City director learns about homeless on job

Lack of experience not seen as detriment

March 12, 2002|By Scott Calvert | Scott Calvert,SUN STAFF

The city's new homeless services director has a crackerjack resume: degrees from Yale, Princeton and Harvard Law School; stints in the foreign service in Pakistan and El Salvador; multiple fellowships.

What Joseph Alexander Boston III doesn't have is experience working directly with homeless people.

That, according to the man who hired him, only made Boston more qualified.

"We need someone with a clear track record of being able to manage and problem-solve," said Otis Rolley, first deputy housing commissioner. "His lack of direct, quote-unquote `homeless experience' made him more attractive to me."

Advocates for the city's homeless population, which is estimated at 3,000, said they are not sure what to think.

"I don't know anything about him," said J. Peter Sabonis, director of the Homeless Persons Representation Project, a legal assistance provider.

Still, Sabonis said he's keeping an open mind. "I'm sure, given those credentials, he'll be a quick study," he said.

Boston, 35, knows he has much to learn. "There are a lot of bright people doing this work," he said in an interview at his Fayette Street office. "I'm approaching them from a learning perspective."

Boston comes to the $75,000-a-year job at a time when Baltimore -- his hometown -- has been called one of the 12 "meanest" cities to homeless people. The claim was made in January by the National Coalition for the Homeless and the National Law Center on Homelessness & Poverty.

Sabonis and others have criticized Mayor Martin O'Malley for a policy of arresting homeless people caught drinking in public or committing other nuisance crimes -- though O'Malley says police don't target the homeless. They also said he has ignored most recommendations made by a public-private task force two years ago. Those recommendations included setting up resource centers; one is now in the works.

There also is widespread agreement that the city lacks shelter space; Baltimore has 1,512 emergency or transitional beds.

Boston said it's too early for him to have specific ideas. "But broadly speaking," he said, "my agenda is really to get constituents working together." Those include business groups, advocates, police and nonprofit service providers.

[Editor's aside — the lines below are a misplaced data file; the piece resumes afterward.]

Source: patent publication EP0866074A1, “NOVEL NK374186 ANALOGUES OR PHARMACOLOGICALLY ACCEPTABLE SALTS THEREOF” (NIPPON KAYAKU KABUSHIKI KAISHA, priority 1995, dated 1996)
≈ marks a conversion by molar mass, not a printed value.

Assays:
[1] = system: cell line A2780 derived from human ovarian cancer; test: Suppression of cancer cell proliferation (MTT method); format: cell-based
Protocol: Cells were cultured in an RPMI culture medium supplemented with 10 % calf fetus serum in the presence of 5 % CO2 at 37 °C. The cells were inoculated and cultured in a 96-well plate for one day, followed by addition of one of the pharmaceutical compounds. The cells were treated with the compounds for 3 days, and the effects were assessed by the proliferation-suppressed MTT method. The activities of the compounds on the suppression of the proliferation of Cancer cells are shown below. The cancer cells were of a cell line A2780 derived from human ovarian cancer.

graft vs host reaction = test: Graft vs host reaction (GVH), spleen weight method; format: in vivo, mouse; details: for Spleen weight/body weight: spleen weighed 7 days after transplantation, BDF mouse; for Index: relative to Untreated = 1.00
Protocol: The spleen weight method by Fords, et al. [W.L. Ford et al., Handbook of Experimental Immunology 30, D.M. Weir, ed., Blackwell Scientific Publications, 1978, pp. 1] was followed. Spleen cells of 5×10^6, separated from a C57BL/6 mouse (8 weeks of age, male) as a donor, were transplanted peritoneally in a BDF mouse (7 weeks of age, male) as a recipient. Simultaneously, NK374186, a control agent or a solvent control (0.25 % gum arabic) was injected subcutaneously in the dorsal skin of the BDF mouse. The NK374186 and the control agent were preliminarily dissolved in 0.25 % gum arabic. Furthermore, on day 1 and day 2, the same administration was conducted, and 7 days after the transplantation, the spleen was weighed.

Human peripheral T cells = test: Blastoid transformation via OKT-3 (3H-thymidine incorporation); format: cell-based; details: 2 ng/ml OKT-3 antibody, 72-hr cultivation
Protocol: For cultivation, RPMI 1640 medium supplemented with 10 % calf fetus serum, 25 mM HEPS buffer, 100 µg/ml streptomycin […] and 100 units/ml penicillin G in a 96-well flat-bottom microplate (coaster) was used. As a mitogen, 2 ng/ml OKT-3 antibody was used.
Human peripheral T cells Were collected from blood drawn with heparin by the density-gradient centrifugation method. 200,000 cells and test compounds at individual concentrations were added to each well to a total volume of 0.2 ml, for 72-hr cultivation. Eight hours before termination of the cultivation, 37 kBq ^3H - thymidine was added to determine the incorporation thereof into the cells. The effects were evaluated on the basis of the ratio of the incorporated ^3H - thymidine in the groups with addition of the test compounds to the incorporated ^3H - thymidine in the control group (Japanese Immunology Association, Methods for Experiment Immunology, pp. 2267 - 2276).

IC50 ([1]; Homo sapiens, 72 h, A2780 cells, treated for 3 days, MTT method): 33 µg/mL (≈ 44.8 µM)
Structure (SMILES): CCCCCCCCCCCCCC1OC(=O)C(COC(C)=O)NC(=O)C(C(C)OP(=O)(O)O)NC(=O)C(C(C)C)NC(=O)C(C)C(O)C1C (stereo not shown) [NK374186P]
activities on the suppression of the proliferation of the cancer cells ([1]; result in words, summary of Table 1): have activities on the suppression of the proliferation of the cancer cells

On that point, he and Sabonis seem to agree. "I'd like to see them step up and take a role in truly coordinating homeless services in the city and really setting some policy," Sabonis said.

The Office of Homeless Services, he said, has acted largely as a conduit, now sending more than $20 million in state and federal grants to nonprofit organizations.

Robert C. Embry Jr., president of the Abell Foundation, has known Boston for more than a decade. They met through Boston's mother, when Embry was on the school board. Embry put in a good word for him with O'Malley.

"He's very smart, a Baltimore city guy, very energetic, experienced," said Embry.

Boston, a serious man who often stops mid-sentence to rethink what he is saying, has taken a circuitous route to his new job.

He grew up in the city's Ashburton section. Both his parents worked for the school system, his mother, Carolyn, in guidance counseling and his father, Joseph, as a teacher at Frederick Douglass High School.

Boston, who goes by "Alex," attended the private Park School in Baltimore County rather than city schools. The reason, he said, is that it offered a better education than any city middle school.

After graduating from Yale in 1988, he held a variety of jobs while working toward a master's degree in public affairs at Princeton (1993) and a law degree at Harvard (1994). His experiences taught him that he did not want to practice corporate law. Instead, he said, "I seemed to gravitate to dealing with social justice issues."

In 1994, he went to work for the Enterprise Foundation in Baltimore, where a chief goal was to improve elementary schools in the Sandtown-Winchester area of West Baltimore.

But he had an itch to travel, so he took the Foreign Service exam "almost on a whim" -- and passed. That took him and his wife Sia Nowrojee to Pakistan and El Salvador in the late 1990s, where his duties ranged from screening visa applications to planning a visit to Pakistan by then-Secretary of State Madeleine K. Albright.

Drawn back to Baltimore, they moved to Bolton Hill with their two young sons. While Boston commuted to a fellowship on foster care at a Philadelphia nonprofit, he became active locally. He met Rolley in January at a meeting of Baltimore's advisory Human Services Commission.

Rolley soon hired Boston to lead homeless services, a job held for five years by Leslie Leitch. She is moving to a job within the agency dealing with grants.

Sabonis called Leitch's shift "a shock." Leitch was on vacation and unavailable for comment.

Rolley said Leitch was not demoted; rather, her new assignment is a move "up and forward" and a "tap on the shoulder" for a job well done, especially in securing grants.

Since he started work Feb. 25, Boston has been meeting with service providers around the city, from the Oasis Station shelter to the Druid Heights Community Development Corp. On Thursday, he sat down with Rosalyn Branson, chief executive of the YWCA of the Greater Baltimore Area Inc., which operates a shelter.

"Excuse my ignorance," he said to Branson, "but when people walk in here, is it first come, first served?"

Yes, she said.

"Do you turn people away?"

"Every day."

As she spoke -- asking for greater feedback from the city on what works and who provides services most effectively -- Boston listened intently, scribbling furiously.

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